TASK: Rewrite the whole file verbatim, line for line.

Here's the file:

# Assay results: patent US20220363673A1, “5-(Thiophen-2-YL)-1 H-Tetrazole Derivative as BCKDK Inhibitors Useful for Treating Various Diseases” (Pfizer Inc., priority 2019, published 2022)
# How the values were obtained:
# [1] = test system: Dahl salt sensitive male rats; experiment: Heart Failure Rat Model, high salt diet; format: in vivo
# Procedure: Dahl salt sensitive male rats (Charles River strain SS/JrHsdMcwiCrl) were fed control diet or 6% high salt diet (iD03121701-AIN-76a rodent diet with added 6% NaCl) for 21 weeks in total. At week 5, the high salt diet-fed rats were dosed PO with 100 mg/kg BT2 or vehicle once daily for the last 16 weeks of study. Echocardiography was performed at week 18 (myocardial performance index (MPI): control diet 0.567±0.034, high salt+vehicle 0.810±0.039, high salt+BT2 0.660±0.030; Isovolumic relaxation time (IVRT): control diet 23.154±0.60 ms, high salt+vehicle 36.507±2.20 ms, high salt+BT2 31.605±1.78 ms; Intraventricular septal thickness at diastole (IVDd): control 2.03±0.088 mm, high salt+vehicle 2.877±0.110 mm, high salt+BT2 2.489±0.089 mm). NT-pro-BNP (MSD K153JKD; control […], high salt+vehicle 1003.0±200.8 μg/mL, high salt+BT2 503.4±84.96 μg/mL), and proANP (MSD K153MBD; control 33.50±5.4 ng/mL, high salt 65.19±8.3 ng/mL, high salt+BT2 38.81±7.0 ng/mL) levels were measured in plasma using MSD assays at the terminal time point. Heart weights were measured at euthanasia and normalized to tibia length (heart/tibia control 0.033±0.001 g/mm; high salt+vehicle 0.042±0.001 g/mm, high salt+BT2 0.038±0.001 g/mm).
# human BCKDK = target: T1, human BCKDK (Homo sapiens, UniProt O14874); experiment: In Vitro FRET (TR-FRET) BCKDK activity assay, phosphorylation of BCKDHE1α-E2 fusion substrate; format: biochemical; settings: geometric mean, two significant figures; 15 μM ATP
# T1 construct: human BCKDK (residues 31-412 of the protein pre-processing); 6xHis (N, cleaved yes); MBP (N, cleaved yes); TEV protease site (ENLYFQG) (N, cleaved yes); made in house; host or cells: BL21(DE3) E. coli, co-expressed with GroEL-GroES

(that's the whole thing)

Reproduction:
# Assay results: patent US20220363673A1, “5-(Thiophen-2-YL)-1 H-Tetrazole Derivative as BCKDK Inhibitors Useful for Treating Various Diseases” (Pfizer Inc., priority 2019, published 2022)
# How the values were obtained:
# [1] = test system: Dahl salt sensitive male rats; experiment: Heart Failure Rat Model, high salt diet; format: in vivo
# Procedure: Dahl salt sensitive male rats (Charles River strain SS/JrHsdMcwiCrl) were fed control diet or 6% high salt diet (iD03121701-AIN-76a rodent diet with added 6% NaCl) for 21 weeks in total. At week 5, the high salt diet-fed rats were dosed PO with 100 mg/kg BT2 or vehicle once daily for the last 16 weeks of study. Echocardiography was performed at week 18 (myocardial performance index (MPI): control diet 0.567±0.034, high salt+vehicle 0.810±0.039, high salt+BT2 0.660±0.030; Isovolumic relaxation time (IVRT): control diet 23.154±0.60 ms, high salt+vehicle 36.507±2.20 ms, high salt+BT2 31.605±1.78 ms; Intraventricular septal thickness at diastole (IVDd): control 2.03±0.088 mm, high salt+vehicle 2.877±0.110 mm, high salt+BT2 2.489±0.089 mm). NT-pro-BNP (MSD K153JKD; control […], high salt+vehicle 1003.0±200.8 μg/mL, high salt+BT2 503.4±84.96 μg/mL), and proANP (MSD K153MBD; control 33.50±5.4 ng/mL, high salt 65.19±8.3 ng/mL, high salt+BT2 38.81±7.0 ng/mL) levels were measured in plasma using MSD assays at the terminal time point. Heart weights were measured at euthanasia and normalized to tibia length (heart/tibia control 0.033±0.001 g/mm; high salt+vehicle 0.042±0.001 g/mm, high salt+BT2 0.038±0.001 g/mm).
# human BCKDK = target: T1, human BCKDK (Homo sapiens, UniProt O14874); experiment: In Vitro FRET (TR-FRET) BCKDK activity assay, phosphorylation of BCKDHE1α-E2 fusion substrate; format: biochemical; settings: geometric mean, two significant figures; 15 μM ATP
# T1 construct: human BCKDK (residues 31-412 of the protein pre-processing); 6xHis (N, cleaved yes); MBP (N, cleaved yes); TEV protease site (ENLYFQG) (N, cleaved yes); made in house; host or cells: BL21(DE3) E. coli, co-expressed with GroEL-GroES